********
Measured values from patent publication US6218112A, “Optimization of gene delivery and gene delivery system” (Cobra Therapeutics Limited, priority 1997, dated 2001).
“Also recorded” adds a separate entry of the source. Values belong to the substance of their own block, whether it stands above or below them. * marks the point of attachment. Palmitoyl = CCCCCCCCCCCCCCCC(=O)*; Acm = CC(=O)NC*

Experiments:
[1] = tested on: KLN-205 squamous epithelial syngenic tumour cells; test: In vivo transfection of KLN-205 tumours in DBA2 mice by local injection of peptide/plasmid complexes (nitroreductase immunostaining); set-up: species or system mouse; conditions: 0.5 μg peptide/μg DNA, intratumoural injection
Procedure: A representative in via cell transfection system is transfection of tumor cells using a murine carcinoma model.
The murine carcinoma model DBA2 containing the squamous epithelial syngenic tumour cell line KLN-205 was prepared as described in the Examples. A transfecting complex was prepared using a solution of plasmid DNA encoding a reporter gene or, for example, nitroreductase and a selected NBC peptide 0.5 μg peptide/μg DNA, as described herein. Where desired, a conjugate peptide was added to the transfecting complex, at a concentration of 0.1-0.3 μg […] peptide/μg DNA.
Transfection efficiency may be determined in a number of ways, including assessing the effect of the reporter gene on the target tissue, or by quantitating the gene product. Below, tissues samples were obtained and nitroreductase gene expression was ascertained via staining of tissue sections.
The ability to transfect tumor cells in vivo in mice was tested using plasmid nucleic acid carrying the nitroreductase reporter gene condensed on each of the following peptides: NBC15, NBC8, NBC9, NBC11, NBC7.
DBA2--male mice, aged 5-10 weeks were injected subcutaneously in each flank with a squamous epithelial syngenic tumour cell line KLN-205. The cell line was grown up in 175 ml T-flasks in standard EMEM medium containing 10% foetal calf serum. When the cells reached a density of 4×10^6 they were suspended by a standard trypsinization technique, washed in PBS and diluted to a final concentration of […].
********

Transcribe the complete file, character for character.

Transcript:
Measured values from patent publication US6218112A, “Optimization of gene delivery and gene delivery system” (Cobra Therapeutics Limited, priority 1997, dated 2001).
“Also recorded” adds a separate entry of the source. Values belong to the substance of their own block, whether it stands above or below them. * marks the point of attachment. Palmitoyl = CCCCCCCCCCCCCCCC(=O)*; Acm = CC(=O)NC*

Experiments:
[1] = tested on: KLN-205 squamous epithelial syngenic tumour cells; test: In vivo transfection of KLN-205 tumours in DBA2 mice by local injection of peptide/plasmid complexes (nitroreductase immunostaining); set-up: species or system mouse; conditions: 0.5 μg peptide/μg DNA, intratumoural injection
Procedure: A representative in via cell transfection system is transfection of tumor cells using a murine carcinoma model.
The murine carcinoma model DBA2 containing the squamous epithelial syngenic tumour cell line KLN-205 was prepared as described in the Examples. A transfecting complex was prepared using a solution of plasmid DNA encoding a reporter gene or, for example, nitroreductase and a selected NBC peptide 0.5 μg peptide/μg DNA, as described herein. Where desired, a conjugate peptide was added to the transfecting complex, at a concentration of 0.1-0.3 μg […] peptide/μg DNA.
Transfection efficiency may be determined in a number of ways, including assessing the effect of the reporter gene on the target tissue, or by quantitating the gene product. Below, tissues samples were obtained and nitroreductase gene expression was ascertained via staining of tissue sections.
The ability to transfect tumor cells in vivo in mice was tested using plasmid nucleic acid carrying the nitroreductase reporter gene condensed on each of the following peptides: NBC15, NBC8, NBC9, NBC11, NBC7.
DBA2--male mice, aged 5-10 weeks were injected subcutaneously in each flank with a squamous epithelial syngenic tumour cell line KLN-205. The cell line was grown up in 175 ml T-flasks in standard EMEM medium containing 10% foetal calf serum. When the cells reached a density of 4×10^6 they were suspended by a standard trypsinization technique, washed in PBS and diluted to a final concentration of […].